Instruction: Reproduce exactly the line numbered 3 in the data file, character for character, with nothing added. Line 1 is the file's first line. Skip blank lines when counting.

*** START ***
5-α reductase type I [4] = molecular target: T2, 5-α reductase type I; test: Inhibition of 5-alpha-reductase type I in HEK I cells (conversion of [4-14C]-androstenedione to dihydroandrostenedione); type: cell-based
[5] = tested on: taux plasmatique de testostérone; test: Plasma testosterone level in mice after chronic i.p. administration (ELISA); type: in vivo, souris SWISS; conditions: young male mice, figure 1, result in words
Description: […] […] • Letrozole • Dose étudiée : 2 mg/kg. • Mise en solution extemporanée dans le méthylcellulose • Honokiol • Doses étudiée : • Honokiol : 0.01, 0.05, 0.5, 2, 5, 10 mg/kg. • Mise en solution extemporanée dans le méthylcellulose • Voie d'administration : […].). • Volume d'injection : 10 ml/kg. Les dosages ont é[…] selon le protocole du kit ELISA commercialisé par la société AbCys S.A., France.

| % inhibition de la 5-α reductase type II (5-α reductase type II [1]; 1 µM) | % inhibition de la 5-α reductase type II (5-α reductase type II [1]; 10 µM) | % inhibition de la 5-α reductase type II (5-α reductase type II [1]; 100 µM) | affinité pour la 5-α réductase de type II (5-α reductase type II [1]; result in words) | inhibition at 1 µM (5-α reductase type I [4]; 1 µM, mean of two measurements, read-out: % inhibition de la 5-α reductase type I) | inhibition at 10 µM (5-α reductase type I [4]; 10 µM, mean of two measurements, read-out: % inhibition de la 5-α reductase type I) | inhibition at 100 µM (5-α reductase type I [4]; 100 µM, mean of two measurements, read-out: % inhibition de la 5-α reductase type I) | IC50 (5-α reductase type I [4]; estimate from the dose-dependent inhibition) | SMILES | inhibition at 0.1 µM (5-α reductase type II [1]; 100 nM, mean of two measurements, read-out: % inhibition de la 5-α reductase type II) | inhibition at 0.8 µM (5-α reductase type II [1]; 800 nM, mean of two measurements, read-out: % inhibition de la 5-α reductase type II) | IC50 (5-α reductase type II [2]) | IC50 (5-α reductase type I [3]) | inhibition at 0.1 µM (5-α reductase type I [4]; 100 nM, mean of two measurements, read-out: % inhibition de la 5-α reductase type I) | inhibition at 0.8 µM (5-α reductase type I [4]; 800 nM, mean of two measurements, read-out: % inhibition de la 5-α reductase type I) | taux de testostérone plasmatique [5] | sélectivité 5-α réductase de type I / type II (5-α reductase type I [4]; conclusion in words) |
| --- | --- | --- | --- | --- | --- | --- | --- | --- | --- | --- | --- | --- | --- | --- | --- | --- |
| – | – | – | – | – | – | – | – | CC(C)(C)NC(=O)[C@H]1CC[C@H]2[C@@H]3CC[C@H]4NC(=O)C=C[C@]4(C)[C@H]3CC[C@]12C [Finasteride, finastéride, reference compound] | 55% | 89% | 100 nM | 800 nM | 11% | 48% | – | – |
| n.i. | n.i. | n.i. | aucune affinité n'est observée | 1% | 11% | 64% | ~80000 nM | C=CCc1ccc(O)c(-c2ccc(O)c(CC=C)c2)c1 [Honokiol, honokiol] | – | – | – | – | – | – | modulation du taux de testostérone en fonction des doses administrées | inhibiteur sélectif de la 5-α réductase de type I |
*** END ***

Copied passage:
Description: […] […] • Letrozole • Dose étudiée : 2 mg/kg. • Mise en solution extemporanée dans le méthylcellulose • Honokiol • Doses étudiée : • Honokiol : 0.01, 0.05, 0.5, 2, 5, 10 mg/kg. • Mise en solution extemporanée dans le méthylcellulose • Voie d'administration : […].). • Volume d'injection : 10 ml/kg. Les dosages ont é[…] selon le protocole du kit ELISA commercialisé par la société AbCys S.A., France.